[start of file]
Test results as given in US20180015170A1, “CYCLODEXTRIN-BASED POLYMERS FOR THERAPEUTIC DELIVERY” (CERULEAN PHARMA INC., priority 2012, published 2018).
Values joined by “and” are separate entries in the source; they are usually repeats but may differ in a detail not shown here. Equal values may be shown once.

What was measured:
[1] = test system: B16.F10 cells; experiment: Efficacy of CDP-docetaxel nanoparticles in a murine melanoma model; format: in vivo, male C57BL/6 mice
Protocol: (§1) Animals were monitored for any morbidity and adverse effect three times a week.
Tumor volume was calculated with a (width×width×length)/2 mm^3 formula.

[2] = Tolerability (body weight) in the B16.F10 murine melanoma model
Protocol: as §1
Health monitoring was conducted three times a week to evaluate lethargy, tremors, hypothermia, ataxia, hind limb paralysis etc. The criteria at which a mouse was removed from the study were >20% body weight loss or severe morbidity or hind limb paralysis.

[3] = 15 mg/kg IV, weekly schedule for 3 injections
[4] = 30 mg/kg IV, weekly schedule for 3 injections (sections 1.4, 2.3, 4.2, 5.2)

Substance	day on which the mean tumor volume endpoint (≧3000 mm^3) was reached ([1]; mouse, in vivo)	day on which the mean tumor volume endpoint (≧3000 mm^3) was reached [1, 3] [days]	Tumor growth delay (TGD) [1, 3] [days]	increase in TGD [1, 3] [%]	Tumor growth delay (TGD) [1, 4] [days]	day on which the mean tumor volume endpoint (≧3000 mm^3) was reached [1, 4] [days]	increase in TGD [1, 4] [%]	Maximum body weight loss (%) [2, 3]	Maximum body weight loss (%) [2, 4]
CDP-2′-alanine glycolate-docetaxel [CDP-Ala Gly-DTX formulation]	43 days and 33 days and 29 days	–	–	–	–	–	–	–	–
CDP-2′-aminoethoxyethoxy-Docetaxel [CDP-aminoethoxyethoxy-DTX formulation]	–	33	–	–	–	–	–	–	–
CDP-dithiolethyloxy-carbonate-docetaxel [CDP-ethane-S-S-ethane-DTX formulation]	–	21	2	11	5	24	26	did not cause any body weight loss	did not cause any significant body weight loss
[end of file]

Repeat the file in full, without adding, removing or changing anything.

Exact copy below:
Test results as given in US20180015170A1, “CYCLODEXTRIN-BASED POLYMERS FOR THERAPEUTIC DELIVERY” (CERULEAN PHARMA INC., priority 2012, published 2018).
Values joined by “and” are separate entries in the source; they are usually repeats but may differ in a detail not shown here. Equal values may be shown once.

What was measured:
[1] = test system: B16.F10 cells; experiment: Efficacy of CDP-docetaxel nanoparticles in a murine melanoma model; format: in vivo, male C57BL/6 mice
Protocol: (§1) Animals were monitored for any morbidity and adverse effect three times a week.
Tumor volume was calculated with a (width×width×length)/2 mm^3 formula.

[2] = Tolerability (body weight) in the B16.F10 murine melanoma model
Protocol: as §1
Health monitoring was conducted three times a week to evaluate lethargy, tremors, hypothermia, ataxia, hind limb paralysis etc. The criteria at which a mouse was removed from the study were >20% body weight loss or severe morbidity or hind limb paralysis.

[3] = 15 mg/kg IV, weekly schedule for 3 injections
[4] = 30 mg/kg IV, weekly schedule for 3 injections (sections 1.4, 2.3, 4.2, 5.2)

Substance	day on which the mean tumor volume endpoint (≧3000 mm^3) was reached ([1]; mouse, in vivo)	day on which the mean tumor volume endpoint (≧3000 mm^3) was reached [1, 3] [days]	Tumor growth delay (TGD) [1, 3] [days]	increase in TGD [1, 3] [%]	Tumor growth delay (TGD) [1, 4] [days]	day on which the mean tumor volume endpoint (≧3000 mm^3) was reached [1, 4] [days]	increase in TGD [1, 4] [%]	Maximum body weight loss (%) [2, 3]	Maximum body weight loss (%) [2, 4]
CDP-2′-alanine glycolate-docetaxel [CDP-Ala Gly-DTX formulation]	43 days and 33 days and 29 days	–	–	–	–	–	–	–	–
CDP-2′-aminoethoxyethoxy-Docetaxel [CDP-aminoethoxyethoxy-DTX formulation]	–	33	–	–	–	–	–	–	–
CDP-dithiolethyloxy-carbonate-docetaxel [CDP-ethane-S-S-ethane-DTX formulation]	–	21	2	11	5	24	26	did not cause any body weight loss	did not cause any significant body weight loss